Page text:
‘TRUCKIN’—He didn’t. But in 1963 the Millers came to Rockdale. It turned out to be destiny.

The landmark Gest dealership was for sale and Ernie Miller bought it.

“What I remember most about coming to Rockdale was how easily we made friends here,” Denise Starnes said, and her brother agreed.

The family became a big part of Rockdale life. For seven years the business became known as Miller- Caffey Chevrolet-Buick as Miller partnered with former NFL All-Pro Lee Roy Caffey.

Starnes joined the firm on April 1, 1981.

“Yes, that was April Fool’s Day,” Starnes laughed. “That’s an easy one to remember.”

There have been a lot of changes. “You know, way back there it used to be such a big thing about September every year when the new models came out,” Miller recalled. “There was always a lot of excitement about that time.”

It was a family business. Denise Starnes remembers washing cars and Loray Miller kept books.

“But she always did that from home,” Allan Miller said.

Tastes in vehicles have changed somewhat but in the heart of Texas, demand for one type has never wavered.

“Pickups,” Miller said. “Decades ago the company would send you vehicles and dealers in lots of the country didn’t want the pickups, because they couldn’t sell many of them. Not us. We’d always say ‘send us as many as you can’.”

While pickups have always been hot sellers, other types have come and gone.

“Several years ago everyone wanted an SUV,” Kerry Starnes recalled. “We still sell SUVs but in the past few years those crossover vehicles, kind of a cross between a car and SUV, have been the hot sellers.”

INTERNET—The high tech age has brought some opportunities and challenges.

The biggest challenge was in 2009 when General Motors, in a financial crisis, shut down 30 percent of its dealers nationwide.

Miller-Starnes not only survived, it flourished.

“They said our business would show an increase because some dealers in nearby towns were closed, and it has,” Starnes said.

And today? “Internet sales are about 30 percent of our business,” Starnes said. “We’ve sold vehicles to people in Arkansas, Louisiana, New Mexico. Not long ago we delivered one to a customer in California.”

The dealership is embarking on its most extensive remodeling, re-building project ever.

“ This is going to look like a brand new building,” Miller said. “Up until now it’s looked pretty much the same since Mr. Gest built it in 1952.”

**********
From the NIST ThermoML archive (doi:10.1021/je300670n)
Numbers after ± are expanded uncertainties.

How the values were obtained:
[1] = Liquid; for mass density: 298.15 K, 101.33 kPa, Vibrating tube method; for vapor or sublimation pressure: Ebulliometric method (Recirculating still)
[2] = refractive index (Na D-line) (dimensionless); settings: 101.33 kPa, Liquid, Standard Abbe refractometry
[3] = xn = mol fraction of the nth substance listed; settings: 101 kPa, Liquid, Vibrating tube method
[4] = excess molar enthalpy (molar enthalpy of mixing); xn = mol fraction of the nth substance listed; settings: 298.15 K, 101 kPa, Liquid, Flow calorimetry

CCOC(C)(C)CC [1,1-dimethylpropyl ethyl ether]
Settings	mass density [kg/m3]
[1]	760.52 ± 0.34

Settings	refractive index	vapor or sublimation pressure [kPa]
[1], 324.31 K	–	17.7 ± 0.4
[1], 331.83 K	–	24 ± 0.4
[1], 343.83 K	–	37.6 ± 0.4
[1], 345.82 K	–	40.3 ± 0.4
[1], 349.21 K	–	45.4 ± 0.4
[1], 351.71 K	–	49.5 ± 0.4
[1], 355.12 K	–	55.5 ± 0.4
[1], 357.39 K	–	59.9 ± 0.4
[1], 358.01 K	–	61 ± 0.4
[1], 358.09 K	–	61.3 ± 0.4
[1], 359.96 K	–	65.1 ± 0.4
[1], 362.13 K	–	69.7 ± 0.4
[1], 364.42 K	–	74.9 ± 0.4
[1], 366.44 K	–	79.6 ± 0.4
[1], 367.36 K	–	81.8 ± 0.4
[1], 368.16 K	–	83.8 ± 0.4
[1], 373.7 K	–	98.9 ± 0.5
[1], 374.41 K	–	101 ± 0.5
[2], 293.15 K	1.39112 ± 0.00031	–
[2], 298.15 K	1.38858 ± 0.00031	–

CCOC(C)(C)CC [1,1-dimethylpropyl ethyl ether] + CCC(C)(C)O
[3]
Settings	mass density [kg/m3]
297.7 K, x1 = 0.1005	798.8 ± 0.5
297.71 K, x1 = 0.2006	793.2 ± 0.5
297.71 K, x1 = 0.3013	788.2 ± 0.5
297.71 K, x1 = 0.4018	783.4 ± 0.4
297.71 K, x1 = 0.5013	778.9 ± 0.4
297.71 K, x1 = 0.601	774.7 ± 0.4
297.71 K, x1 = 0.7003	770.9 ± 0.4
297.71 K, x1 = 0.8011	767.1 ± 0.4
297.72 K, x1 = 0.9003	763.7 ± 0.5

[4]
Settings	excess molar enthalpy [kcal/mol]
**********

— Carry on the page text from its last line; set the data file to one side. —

PHILOSOPHY—What’s been the secret to the Miller family’s success for 50 years in a very competitive business?

“I know the phrase has whiskers down to its knees, but we believe our very best advertisement is a satisfied customer,” Miller said. “And enthusiastic innovative employees have, and will always be, our most important asset.”

“And those are the same two things my dad believed in 1963,” he added.

“You know, this community has embraced the Miller family and we are thankful beyond words for the love and support you have shown us,” Miller added.

HOME COOKIN’—Over the years, a small town dealership can provide some extra service that you might not get in a Dallas or Houston.

“For quite a while, we’d make and keep an extra set of keys when we’d sell a car to our younger drivers,” Starnes recalled.

“Some would lock their keys in and, rather than damaging the vehicles by going in with tools, they could just call us and say ‘I did it again; can you come unlock my car?’ and we would,” he said.

Rarely has the dealership closed for emergencies but there was one memorable, and unique, day a number of years ago.

ATTRACTION—“There was a photographer who shot photos of old cars and we told him he could come down from the Austin area and do a shoot here with a bunch of cars,” Miller said. “Well, he did. But he brought a model in a bikini with him. Now, nobody here knew he was going to do that.”

What happened? “I think we just about had to close for the day,” Miller said. “It drew a big crowd. I think we had people outside looking in the big glass windows.”

And Starnes earned some major points with at least part of his family that day.

“I called my sons,” he laughed. “I said, ‘you’ve got to get down here and see this’!”